New citywide Public Awareness Recycling Campaign aims to further increase recycling rates in Buffalo

What’s in a number? Today, Mayor Byron W. Brown and a number of community members were surrounded by images of the number 34 at Niagara Square, including 34 green recycling totes, 34 biodegradable helium balloons, and brightly colored t-shirts and posters highlighting the number 34.  It was all part of Mayor Brown’s big and bold kick-off to 34 and More, the city’s first ever advertising campaign aimed at encouraging city residents and visitors to recycle. The $50,000 campaign, funded by a Recycling Education Grant given to the city as part of its contract with Republic Services, is part of a comprehensive recycling marketing plan put together by Block Club, Inc. It’s designed to help the City of Buffalo increase its recycling rate beyond the national recycling rate of 34%.

“I thank city residents for embracing our efforts to recycle in Buffalo but now I ask them to recycle even more as part of the 34 and More initiative,” said Mayor Brown, reminding residents about his ambitious goal of 34% recycling by 2016.  “34 and More is a lively and energetic citywide campaign designed to ensure that Buffalo continues to go greener every day.  We thank Block Club for their continued creativity and efforts to help us.”

“This is going to be an intensive campaign targeting neighborhoods and high traffic areas throughout Buffalo,” said Susan Attridge, Director of Recycling in the City of Buffalo.  “We will saturate the City with information on how residents can participate in the City’s comprehensive recycling programs.”

Mayor Brown introduced a new recycling program in Buffalo in 2012. Since then, residential recycling rates have increased by over 81%, helping Buffalo achieve its highest recycling rate ever – nearly 23%.   To further bolster rates, Mayor Brown issued a request for proposals in 2014, challenging the marketing community to create a public awareness recycling campaign.  The city received eight excellent and competitive proposals through its request for proposal process. A selection committee, comprised of public and private citizens, was named to review the proposals and submit a recommendation to Mayor Brown.  Mayor Brown went along with the recommendation and selected Block Club Inc., to put together the marketing campaign.

“We are proud to team up with Mayor Brown on this recycling initiative and to have a hand in the City of Buffalo’s exciting progress,” said David Horesh of Block Club.

As part of phase-one of this new campaign, the City of Buffalo will conduct an extensive public awareness campaign, placing colorful posters with simple messages on billboards, in publications and on sidewalks. Through a series of simple illustrations and basic 7-to-9 word messaging, the 34 and More campaign informs the public of small decisions they can make every day to support recycling in Buffalo, along with the city’s wide range of recycling programs.  The series of messages are engaging and informative.  Featured slogans include:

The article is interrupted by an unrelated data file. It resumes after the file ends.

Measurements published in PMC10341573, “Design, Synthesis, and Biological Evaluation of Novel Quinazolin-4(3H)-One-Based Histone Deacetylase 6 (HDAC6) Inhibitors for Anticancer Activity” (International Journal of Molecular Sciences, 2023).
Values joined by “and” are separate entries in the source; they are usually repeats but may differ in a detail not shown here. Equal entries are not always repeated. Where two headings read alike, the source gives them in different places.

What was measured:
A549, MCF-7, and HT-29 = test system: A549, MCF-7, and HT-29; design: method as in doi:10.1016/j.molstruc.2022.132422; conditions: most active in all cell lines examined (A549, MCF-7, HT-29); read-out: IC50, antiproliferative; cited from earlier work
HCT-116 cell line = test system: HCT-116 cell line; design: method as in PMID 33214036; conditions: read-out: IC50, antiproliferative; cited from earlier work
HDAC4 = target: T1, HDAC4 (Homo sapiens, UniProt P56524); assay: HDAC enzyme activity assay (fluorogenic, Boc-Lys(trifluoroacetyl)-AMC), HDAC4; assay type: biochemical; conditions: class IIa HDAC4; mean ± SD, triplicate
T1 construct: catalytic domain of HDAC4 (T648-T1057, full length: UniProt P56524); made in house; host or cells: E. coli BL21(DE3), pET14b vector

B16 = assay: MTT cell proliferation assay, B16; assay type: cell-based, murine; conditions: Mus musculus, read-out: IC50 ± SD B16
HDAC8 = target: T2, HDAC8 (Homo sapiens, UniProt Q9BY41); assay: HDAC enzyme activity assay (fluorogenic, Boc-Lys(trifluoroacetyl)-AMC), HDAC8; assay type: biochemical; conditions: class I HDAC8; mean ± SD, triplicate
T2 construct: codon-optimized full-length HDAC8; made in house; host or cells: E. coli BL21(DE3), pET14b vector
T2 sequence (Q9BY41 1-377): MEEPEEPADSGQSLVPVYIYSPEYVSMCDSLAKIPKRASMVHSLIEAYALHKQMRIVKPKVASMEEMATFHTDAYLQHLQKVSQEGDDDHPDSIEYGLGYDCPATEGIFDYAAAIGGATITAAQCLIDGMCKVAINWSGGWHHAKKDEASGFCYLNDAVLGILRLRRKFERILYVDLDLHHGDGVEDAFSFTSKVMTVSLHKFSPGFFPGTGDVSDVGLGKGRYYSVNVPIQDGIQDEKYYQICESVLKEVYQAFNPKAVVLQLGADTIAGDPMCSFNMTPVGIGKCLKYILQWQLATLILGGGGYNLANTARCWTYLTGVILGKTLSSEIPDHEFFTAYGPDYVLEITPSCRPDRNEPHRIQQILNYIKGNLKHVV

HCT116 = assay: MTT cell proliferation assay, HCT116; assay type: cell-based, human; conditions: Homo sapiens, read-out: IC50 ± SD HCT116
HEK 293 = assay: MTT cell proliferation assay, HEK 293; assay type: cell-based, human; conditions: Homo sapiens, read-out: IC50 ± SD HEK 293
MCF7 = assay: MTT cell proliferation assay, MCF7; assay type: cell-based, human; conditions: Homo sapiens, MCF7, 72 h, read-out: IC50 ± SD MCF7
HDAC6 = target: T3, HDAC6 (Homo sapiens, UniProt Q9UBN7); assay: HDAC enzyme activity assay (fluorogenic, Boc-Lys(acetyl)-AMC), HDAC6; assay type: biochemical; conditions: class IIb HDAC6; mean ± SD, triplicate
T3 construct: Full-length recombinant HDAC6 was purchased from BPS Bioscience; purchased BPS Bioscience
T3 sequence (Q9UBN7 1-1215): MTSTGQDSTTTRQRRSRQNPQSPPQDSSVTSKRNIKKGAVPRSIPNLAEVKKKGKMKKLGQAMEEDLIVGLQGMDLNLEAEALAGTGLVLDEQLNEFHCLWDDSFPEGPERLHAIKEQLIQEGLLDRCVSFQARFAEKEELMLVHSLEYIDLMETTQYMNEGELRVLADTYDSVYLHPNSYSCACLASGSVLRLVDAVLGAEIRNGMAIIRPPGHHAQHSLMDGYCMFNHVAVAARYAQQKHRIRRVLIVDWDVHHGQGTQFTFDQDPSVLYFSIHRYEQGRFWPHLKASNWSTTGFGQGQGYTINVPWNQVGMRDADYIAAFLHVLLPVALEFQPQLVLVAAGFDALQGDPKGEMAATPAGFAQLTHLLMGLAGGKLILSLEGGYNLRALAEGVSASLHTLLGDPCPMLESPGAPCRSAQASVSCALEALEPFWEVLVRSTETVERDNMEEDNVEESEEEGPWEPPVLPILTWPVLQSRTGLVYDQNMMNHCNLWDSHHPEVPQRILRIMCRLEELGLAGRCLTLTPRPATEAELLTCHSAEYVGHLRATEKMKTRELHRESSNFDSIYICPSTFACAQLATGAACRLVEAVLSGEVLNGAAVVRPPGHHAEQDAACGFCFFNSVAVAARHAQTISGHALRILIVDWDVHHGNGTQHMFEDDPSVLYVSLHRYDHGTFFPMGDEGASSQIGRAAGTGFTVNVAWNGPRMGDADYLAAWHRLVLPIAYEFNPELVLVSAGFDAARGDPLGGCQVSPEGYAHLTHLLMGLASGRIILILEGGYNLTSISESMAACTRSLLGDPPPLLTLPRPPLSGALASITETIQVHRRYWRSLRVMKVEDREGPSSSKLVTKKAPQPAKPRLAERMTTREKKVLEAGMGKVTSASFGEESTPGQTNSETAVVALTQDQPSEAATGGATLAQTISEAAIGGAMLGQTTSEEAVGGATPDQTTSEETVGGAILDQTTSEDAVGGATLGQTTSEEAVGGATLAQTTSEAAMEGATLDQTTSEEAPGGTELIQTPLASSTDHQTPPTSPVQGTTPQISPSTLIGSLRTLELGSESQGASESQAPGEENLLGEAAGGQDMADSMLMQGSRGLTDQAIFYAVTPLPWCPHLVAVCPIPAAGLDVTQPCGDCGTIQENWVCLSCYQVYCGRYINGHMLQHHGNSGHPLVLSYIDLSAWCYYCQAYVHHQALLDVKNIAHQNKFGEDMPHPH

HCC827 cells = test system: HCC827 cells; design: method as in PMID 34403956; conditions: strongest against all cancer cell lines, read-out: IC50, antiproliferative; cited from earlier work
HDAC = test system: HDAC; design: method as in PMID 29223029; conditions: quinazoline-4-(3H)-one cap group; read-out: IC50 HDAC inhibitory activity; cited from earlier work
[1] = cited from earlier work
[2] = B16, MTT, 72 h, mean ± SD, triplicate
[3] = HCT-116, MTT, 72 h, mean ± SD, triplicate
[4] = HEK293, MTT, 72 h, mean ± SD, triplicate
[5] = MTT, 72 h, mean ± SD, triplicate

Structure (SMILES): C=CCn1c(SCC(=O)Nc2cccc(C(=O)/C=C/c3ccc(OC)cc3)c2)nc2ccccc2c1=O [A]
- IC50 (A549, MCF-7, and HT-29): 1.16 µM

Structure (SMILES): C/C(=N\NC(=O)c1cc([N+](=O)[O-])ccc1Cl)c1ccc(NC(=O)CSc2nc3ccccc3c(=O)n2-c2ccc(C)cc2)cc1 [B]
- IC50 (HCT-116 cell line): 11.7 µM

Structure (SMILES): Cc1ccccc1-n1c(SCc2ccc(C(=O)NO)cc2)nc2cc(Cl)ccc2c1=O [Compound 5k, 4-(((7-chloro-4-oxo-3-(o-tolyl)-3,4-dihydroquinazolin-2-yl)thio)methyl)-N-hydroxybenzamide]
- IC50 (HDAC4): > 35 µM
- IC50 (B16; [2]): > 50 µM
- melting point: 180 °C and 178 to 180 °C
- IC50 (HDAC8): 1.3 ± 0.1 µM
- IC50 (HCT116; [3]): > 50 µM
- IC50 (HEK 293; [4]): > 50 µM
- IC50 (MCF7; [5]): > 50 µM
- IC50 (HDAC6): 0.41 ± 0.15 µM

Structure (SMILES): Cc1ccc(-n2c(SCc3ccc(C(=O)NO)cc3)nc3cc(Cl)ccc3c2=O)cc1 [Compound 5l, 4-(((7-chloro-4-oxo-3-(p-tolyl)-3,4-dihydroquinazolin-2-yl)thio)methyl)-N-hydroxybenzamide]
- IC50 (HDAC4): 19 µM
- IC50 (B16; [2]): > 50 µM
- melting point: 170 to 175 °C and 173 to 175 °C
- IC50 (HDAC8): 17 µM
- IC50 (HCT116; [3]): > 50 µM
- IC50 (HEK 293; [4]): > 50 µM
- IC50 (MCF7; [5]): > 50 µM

• It couldn’t be easier
  • Yes, you can recycle your pizza box
  • Recycle number 1 through 7
  • Throw out your takeout
  • Think twice about plastic bags

Phase-two includes a simple campaign-focused social media campaign and website that answers the question “Can I recycle this?”

The 34 and More campaign will appear throughout the city with a focus on placements where city residents spend most of their time. At the launch of 34 and More, Mayor Brown also stressed the following five points:

  1. Homes: Every household in Buffalo should have a recycling tote. If a city resident is in need of a tote, totes can be requested by calling 311.
  2. Businesses: The businesses of Buffalo generate a tremendous amount of waste every year and recycling at the workplace can have a huge impact on our recycling rates. For more information, call 311.
  3. Schools: Our schools focus on education every day.  Next month, 34 and More posters will be delivered to every school in Buffalo as part of the city’s continued partnership with BPS for recycling education services and outreach.
  4. Partnerships: Beginning next month, 34 and More posters will also be delivered to local associations, block clubs and community groups to increase their communities’ recycling rates.
  5. City Buildings: Every City-owned building has a recycling program in place. The City will distribute more recycling totes throughout city buildings and educate all employees about the importance of recycling.

Today’s announcement complements Mayor Brown’s comprehensive recycling program, which includes:

  1. Single Stream curbside recycling – weekly curbside recycling.
  2. Yard waste collection and drops off – yard waste is collected from residents for composting.
  3. Tire recycling – residents can recycle their tires at 4 special collection drops offs per year.
  4. Electronic waste recycling – E-waste is accepted from residents for recycling at no cost at 1120 Seneca Street.
  5. Hazardous Waste collection events – city sponsored safe and environmentally responsible disposal for household hazardous waste.
  1. Universal waste recycling – safe and responsible drop off for mercury containing devises, fluorescent bulbs and rechargeable batteries.


  • Textile recycling – The Western New York Coalition for Donated Goods, a collaboration of nonprofit organizations started by Mayor Brown, with a mission to educate the community about the environmental and economic benefits of recycling unwanted clothing and other donated goods, while providing easy access to donation opportunities.